On to the (usually) nasty stuff: Certificates and Provisioning Profiles for iOS.
If you already dabbled with Xcode manually you know there are a million ways certificates and provisioning profiles can go wrong.
They are cumbersome to create in the web UI that Apple offers, they are problematic to install, the configuration needed to make them work was changed 3 times already (pre Xcode 8, Xcode 8, since Xcode 9) and the error messages you get when something goes wrong often point to the wrong place. If you work in a team where test devices get added or removed frequently, you also have to redo and redownload the provisioning profiles quite often.
If you follow Apple’s documentation on Code-Signing exactly this tends to work - until it doesn’t.
When running a Fastlane lane this could look like this:
You really don’t want to spend time to debug and solve these.
Lucky for us Fastlane offers a nice solution that fully manages all the complexity and replaces it with one call in a lane:
From the beginning a big part of Fastlane was to help with the codesigning mess. The tools
cert are a semi automated way to do that:
certwill make sure you have a valid certificate and its private key installed on the local machine
sighwill make sure you have a valid provisioning profile installed locally, that matches the installed certificate
Later this was expanded into
match, whose founding idea is described in the codesigning guide.
With match you store your private keys and certificates in a git repo to sync them across machines.
Unless you absolutely you can’t revoke your existing certificates and profiles (which is necessary to use
match) you should definitely use
match to solve this once and for all:
fastlane match init
match by running
fastlane match init manually on the command line. This wants a private (!) git repo you have access to where it can save the created things:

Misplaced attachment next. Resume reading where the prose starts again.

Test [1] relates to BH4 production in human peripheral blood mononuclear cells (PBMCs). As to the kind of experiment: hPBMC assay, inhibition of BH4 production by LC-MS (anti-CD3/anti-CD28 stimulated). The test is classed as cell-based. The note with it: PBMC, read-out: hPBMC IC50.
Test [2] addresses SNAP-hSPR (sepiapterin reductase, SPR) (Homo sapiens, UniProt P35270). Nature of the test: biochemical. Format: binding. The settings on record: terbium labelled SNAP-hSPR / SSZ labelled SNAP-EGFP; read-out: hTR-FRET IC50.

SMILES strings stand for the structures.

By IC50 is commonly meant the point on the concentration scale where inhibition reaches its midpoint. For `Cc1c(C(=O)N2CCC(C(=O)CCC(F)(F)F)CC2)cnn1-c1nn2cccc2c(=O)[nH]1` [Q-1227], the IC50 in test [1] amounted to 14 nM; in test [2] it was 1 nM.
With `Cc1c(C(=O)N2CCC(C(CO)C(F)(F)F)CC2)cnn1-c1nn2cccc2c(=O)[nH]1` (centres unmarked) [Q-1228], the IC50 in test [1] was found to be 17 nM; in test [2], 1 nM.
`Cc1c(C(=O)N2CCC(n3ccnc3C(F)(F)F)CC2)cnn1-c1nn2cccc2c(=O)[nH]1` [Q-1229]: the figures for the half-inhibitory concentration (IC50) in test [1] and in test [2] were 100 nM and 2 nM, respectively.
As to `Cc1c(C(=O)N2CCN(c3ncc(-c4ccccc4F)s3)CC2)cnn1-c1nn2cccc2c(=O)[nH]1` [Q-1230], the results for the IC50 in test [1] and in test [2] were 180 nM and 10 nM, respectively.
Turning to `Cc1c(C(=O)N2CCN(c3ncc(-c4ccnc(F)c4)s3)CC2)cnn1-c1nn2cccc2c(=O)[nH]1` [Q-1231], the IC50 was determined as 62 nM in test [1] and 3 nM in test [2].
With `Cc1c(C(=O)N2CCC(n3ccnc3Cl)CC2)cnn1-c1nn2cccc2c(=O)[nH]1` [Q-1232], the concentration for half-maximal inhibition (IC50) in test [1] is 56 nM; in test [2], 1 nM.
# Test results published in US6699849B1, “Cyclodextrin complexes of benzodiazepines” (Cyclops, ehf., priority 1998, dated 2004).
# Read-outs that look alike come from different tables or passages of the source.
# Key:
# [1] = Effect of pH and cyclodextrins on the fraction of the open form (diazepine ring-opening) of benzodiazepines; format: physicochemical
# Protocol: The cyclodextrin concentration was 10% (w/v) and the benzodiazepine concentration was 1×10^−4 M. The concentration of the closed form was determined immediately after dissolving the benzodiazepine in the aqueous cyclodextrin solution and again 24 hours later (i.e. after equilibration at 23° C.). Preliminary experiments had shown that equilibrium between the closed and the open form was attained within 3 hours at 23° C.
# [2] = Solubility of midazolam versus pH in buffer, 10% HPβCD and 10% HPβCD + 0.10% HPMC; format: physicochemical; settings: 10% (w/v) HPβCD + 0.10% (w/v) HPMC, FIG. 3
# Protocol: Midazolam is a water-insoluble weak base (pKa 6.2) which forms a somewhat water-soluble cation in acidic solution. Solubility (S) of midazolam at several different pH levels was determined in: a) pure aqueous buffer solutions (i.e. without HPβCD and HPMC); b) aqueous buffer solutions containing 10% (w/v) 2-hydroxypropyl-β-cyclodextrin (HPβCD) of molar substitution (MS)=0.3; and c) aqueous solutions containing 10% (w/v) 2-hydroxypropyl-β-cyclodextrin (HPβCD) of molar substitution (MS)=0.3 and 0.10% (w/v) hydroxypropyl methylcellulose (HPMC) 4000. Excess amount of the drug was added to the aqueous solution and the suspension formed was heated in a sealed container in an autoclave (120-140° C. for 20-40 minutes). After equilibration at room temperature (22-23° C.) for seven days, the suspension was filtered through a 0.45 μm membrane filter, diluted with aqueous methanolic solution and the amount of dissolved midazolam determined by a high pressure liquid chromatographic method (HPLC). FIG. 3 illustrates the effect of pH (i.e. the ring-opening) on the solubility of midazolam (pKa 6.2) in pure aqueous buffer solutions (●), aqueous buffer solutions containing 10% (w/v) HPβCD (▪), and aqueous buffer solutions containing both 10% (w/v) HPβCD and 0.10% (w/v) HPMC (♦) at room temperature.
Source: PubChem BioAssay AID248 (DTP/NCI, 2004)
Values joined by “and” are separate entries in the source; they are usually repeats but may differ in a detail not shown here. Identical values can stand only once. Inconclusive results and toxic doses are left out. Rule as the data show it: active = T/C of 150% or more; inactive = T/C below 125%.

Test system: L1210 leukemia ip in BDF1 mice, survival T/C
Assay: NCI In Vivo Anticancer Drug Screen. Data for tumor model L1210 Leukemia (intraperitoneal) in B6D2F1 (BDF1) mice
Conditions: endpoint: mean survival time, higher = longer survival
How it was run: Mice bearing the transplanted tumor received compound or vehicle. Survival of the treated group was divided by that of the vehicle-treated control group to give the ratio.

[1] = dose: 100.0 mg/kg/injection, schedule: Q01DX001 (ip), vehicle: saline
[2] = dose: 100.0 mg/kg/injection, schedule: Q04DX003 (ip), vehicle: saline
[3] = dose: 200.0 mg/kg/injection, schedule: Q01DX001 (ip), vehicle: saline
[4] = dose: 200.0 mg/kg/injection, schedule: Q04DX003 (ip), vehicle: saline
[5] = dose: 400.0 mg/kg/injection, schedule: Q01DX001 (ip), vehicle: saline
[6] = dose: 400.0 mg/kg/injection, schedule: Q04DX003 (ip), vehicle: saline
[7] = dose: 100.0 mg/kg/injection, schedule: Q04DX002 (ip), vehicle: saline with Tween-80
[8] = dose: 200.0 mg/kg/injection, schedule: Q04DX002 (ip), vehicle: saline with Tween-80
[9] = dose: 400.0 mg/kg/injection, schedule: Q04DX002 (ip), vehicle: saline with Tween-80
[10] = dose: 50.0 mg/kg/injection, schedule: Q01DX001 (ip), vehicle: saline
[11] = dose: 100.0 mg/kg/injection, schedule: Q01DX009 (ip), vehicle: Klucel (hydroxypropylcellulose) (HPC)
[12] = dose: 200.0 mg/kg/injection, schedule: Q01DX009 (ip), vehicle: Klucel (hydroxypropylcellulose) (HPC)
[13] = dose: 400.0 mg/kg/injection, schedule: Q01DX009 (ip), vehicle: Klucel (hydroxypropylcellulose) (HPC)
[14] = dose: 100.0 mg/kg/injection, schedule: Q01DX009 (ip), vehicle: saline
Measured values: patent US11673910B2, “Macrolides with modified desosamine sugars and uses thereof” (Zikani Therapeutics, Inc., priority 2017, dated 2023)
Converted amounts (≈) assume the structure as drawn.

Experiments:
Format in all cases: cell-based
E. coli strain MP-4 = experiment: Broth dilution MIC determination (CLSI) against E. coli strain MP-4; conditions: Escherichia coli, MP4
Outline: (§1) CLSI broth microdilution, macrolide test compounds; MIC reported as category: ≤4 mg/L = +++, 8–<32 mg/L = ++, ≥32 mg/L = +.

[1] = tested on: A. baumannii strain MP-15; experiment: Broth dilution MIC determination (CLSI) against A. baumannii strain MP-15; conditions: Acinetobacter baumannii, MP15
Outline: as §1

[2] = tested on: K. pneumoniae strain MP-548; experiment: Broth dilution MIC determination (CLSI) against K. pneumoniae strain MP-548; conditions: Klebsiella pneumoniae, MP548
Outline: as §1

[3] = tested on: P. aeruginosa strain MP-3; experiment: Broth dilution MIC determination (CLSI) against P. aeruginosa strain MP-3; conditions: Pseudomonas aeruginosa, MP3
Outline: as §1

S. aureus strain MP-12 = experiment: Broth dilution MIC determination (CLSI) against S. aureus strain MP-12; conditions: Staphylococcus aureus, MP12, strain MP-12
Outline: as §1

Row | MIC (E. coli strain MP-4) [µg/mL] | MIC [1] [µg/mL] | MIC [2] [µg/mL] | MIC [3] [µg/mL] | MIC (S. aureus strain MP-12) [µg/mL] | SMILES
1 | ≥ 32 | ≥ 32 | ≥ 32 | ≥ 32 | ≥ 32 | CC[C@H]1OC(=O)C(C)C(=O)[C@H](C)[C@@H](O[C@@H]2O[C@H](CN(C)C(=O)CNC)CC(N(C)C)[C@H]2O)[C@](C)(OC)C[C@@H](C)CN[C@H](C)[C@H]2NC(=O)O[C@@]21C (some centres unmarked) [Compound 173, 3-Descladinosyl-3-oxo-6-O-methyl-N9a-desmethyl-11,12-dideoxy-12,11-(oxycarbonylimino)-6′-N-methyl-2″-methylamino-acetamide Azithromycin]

When this command was successful, it also creates a
Matchfile in your project’s
/fastlane folder that contains this git URL:
git_url "https://[email protected]/username/reponame.git" type "development" # The default type, can be: appstore, adhoc, enterprise or development
fastlane match nuke development/distribution
If you used your Apple developer account before to develop apps,
fastlane match nuke development/distribution can get rid of all the certificates and profiles already present in your account. You want to do that so
match can start with a clean slate.
fastlane match nuke development and
fastlane match nuke distribution separately to get rid of the different types of certificates:
Check before and after in your Apple Developer console to see if it worked. (You will also get a scary sounding “Your Certificate Has Been Revoked” email(s) from Apple.)
fastlane matchor the
matchaction in a lane
match itself then can create brand new certificates and provisioning profiles in your account and commit them to the Git repo you provided earlier.
You can do this by explicitly running
fastlane match development or
fastlane match appstore in the command line, or by just adding
match to one for your existing lanes or a new lane:
This will output something like this:
It will first clone your certificates repo specified in
Matchfile, decrypt its content (if present) with your passphrase and check if the certificates are still valid by logging into your Developer Portal account (might require two factor authentication!).
If there are no certificates for the project you are currently working on it will create them in the Developer Portal, then download and install them locally in your Mac’s keychain. After encrypting them (and asking for your new passphrase if this is a new repository!) it will push them to your certificates git repository for future usage:
Now you can use these certificates in your normal build processes.
Most fastlane iOS “build” actions and plugins will automatically pick up the correct certificate values (paths, IDs, signature) if you run a simple
match first (
gym definitely do!). This makes sure the certificates are definitely there and installed properly.
There are several tasks that can become necessary in your daily life with certificates and provisioning profiles:
When you add a new device’s UDID in the “All Devices” list in Apple’s Developer Portal, you have to invalidate your old and create new development or ad-hoc provisioning profiles that include this device.
You can do so with
fastlane match on the command line by simply calling:
fastlane match development --force_for_new_devices fastlane match adhoc --force_for_new_devices
You might want to change the password used to secure your profiles and certificates in your Git repository.
fastlane match change_password